Hot dry rock resources occur at depths of 3 to 5 miles everywhere beneath the Earth's surface and at lesser depths in certain areas. Access to these resources involves injecting cold water down one well, circulating it through hot fractured rock, and drawing off the heated water from another well. Currently, there are no commercial applications of this technology. Existing technology also does not yet allow recovery of heat directly from magma, the very deep and most powerful resource of geothermal energy.

The concept is feasible, doable though not now but certainly in future, and offers long-term stability and reliability as an energy source.

  • $\begingroup$ Great! The technology isn't an issue I was thinking about a very advanced race!. $\endgroup$
    – Ender Look
    Jul 23, 2017 at 2:46
  • $\begingroup$ @EnderLook It turns out the geology is in your favour. Given they have the technology, then the rest is straightforward. $\endgroup$
    – a4android
    Jul 23, 2017 at 4:26
  • $\begingroup$ To be fair at that level of automation and AI ANYTHING can last for millennium. $\endgroup$
    – John
    Feb 4, 2020 at 1:21

From my understanding of geology, the answer is Yes. This is, of course, discounting anything to do with maintaining the facility over such a time period.

The biggest issue that I can see is plate tectonics. Hawaii is/was formed by a hotspot in the plate, which moves while the islands themselves don't. Some places have volcanoes being active for thousands of years, while others end up going dormant because the source ends up moving. As far as I know, the same applies to most sources of geothermal energy.

Depending on your setting, this could be a non-issue. A place like Mars doesn't have tectonic plates like Earth does, so could easily provide heat for a significant period of time.

The geothermal plant isn't going to suck the heat out of the crust. There's far, far too much heat being produced that a geothermal plant could remove it. But the source of heat won't be still, which is where I think the 200 year note comes from.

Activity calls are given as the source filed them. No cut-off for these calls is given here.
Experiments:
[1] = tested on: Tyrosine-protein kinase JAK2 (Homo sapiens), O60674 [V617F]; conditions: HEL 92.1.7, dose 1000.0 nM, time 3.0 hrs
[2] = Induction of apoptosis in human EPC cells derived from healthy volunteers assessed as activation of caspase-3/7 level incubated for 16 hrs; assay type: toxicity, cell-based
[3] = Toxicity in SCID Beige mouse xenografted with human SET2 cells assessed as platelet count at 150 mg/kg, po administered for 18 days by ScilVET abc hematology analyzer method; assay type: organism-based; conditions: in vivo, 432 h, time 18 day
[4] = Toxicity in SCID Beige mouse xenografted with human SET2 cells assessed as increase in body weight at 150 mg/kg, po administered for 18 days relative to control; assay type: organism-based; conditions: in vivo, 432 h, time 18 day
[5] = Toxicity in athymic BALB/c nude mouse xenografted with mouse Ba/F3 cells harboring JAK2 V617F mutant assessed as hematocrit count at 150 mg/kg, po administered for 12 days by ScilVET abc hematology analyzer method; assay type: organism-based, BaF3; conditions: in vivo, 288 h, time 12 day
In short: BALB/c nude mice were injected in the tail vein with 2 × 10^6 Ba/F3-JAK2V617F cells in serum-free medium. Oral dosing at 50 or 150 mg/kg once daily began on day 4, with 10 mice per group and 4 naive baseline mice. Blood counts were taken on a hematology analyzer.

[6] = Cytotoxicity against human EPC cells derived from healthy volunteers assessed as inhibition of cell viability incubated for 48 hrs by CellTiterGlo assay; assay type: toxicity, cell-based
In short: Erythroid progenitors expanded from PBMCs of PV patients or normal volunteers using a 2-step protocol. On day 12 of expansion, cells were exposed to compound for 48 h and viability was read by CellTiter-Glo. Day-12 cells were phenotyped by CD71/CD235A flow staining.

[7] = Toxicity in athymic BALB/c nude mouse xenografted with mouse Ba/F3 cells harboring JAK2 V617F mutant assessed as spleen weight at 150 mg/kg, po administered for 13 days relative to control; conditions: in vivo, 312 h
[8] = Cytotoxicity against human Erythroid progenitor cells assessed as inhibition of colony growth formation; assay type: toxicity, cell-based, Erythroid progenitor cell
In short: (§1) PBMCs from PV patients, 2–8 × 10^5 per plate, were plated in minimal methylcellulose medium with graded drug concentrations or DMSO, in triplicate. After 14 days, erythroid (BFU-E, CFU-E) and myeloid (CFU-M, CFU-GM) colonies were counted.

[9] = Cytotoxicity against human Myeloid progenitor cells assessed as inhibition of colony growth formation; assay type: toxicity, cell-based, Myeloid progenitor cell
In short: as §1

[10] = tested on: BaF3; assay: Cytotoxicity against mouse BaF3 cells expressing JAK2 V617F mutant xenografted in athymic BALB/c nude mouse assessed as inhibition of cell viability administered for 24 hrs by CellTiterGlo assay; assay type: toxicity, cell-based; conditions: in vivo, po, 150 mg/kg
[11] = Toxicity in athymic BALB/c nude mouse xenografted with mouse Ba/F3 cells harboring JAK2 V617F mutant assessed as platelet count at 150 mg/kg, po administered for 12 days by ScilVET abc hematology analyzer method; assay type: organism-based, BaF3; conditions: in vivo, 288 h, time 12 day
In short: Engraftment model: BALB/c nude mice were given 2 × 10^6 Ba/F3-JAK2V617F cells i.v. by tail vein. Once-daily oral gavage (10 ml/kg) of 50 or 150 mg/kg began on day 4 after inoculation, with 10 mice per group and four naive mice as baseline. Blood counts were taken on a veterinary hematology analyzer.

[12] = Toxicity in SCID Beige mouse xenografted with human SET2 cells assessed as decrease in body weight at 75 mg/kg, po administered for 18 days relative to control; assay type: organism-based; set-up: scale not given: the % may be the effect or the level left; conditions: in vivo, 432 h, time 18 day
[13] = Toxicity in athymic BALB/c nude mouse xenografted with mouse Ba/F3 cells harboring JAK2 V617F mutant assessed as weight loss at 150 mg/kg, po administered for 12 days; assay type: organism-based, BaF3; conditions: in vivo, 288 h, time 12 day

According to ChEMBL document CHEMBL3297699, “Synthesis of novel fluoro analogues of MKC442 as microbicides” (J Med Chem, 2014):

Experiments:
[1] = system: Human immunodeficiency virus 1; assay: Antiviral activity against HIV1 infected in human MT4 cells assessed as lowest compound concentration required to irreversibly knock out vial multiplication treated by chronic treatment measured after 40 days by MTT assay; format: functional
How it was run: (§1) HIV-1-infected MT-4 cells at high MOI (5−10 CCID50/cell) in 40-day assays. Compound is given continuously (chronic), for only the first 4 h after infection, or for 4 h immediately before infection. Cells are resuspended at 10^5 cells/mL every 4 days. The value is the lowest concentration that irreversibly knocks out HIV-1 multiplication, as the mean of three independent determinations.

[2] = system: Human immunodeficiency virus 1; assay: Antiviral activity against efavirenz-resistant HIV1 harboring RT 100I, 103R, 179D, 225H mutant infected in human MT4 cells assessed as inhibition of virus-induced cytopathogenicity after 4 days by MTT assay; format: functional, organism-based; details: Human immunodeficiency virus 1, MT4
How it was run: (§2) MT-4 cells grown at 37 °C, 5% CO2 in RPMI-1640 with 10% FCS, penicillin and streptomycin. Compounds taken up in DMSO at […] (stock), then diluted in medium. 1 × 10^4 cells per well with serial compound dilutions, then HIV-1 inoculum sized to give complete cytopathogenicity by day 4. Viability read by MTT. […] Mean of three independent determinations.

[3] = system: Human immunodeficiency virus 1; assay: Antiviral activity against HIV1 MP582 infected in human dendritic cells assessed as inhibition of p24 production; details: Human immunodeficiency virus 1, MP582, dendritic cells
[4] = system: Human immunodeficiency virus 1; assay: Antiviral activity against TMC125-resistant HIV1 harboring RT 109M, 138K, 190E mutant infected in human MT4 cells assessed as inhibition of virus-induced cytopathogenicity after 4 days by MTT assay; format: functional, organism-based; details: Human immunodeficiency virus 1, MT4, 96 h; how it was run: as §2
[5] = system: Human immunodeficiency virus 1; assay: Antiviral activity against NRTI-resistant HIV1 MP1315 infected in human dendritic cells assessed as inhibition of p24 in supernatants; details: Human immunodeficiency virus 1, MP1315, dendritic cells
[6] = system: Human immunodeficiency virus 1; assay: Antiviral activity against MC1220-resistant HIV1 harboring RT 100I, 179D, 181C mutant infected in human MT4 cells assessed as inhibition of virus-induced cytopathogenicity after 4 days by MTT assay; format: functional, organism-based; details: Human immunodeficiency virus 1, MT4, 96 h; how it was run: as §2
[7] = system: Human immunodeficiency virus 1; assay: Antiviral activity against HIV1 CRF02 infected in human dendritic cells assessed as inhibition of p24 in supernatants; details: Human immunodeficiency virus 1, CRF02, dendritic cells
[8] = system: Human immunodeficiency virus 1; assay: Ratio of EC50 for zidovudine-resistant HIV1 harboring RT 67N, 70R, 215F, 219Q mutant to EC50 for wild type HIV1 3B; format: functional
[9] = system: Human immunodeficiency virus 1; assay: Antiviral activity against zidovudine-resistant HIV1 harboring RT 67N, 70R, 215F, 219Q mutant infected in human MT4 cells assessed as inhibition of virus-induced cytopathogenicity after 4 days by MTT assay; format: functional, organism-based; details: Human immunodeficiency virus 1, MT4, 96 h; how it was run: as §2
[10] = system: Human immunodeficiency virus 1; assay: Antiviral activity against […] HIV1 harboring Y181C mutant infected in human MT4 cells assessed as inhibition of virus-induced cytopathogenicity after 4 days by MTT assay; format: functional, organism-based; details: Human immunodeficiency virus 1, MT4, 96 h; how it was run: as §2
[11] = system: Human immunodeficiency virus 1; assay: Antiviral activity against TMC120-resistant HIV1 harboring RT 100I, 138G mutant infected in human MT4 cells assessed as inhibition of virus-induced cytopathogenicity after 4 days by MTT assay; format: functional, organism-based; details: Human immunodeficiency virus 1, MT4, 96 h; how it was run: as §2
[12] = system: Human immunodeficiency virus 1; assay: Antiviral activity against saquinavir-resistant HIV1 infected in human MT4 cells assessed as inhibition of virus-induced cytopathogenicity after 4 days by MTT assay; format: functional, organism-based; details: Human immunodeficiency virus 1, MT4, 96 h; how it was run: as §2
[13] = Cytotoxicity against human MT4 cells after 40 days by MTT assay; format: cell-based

If you can make your power plant to run maintenance-free, it will work forever, that is until geological changes destroy it or remove the heat source. Could happen in 1000 or in a million years.

If you want to play it safe, take a place without some special heat source, some location which has been geologically stable for millions of years. In 3 meter depth, the earth has the local yearly average temperature, and from there on, the thermometer rises 1°C every 30 meters (approximately, until you reach the mantle in ~400 km depth).


Hot springs in Pamukkale are known to exist since antiquity, likely even longer. Geothermal plant of any kind built on them is not likely to deplete them, unless it several times increases the amount of extracted hot water.

  • $\begingroup$ "The reliability of Old Faithful can be attributed to the fact that it is not connected to any other thermal features of the Upper Geyser Basin" - iirc, any discrepancy these days is due to the level of the water table, not the lack of magma. $\endgroup$
    – Mazura
    Feb 5, 2020 at 1:23

I remember reading an article in Scientific American or New Scientist (can't recall) which described an interesting geothermal type of power plant setup. Apparently there is a currently-living scientist-engineer who has designed a heat-exchange-based system using the temperature differences at the surface and the bottom of the ocean.

Effectively it's just a huge pipe reaching to the bottom of the ocean, which uses the temperature differential to cause an exchange flow. That temperature difference is significant, as long as the sun continues shining. Very few moving parts. It might work for your duration needs.

  • $\begingroup$ Structures like this are attractive for marine organisms and will get eventually colonized and clogged by them, even on the bottom of the ocean. $\endgroup$
    – Juraj
    Feb 4, 2020 at 12:55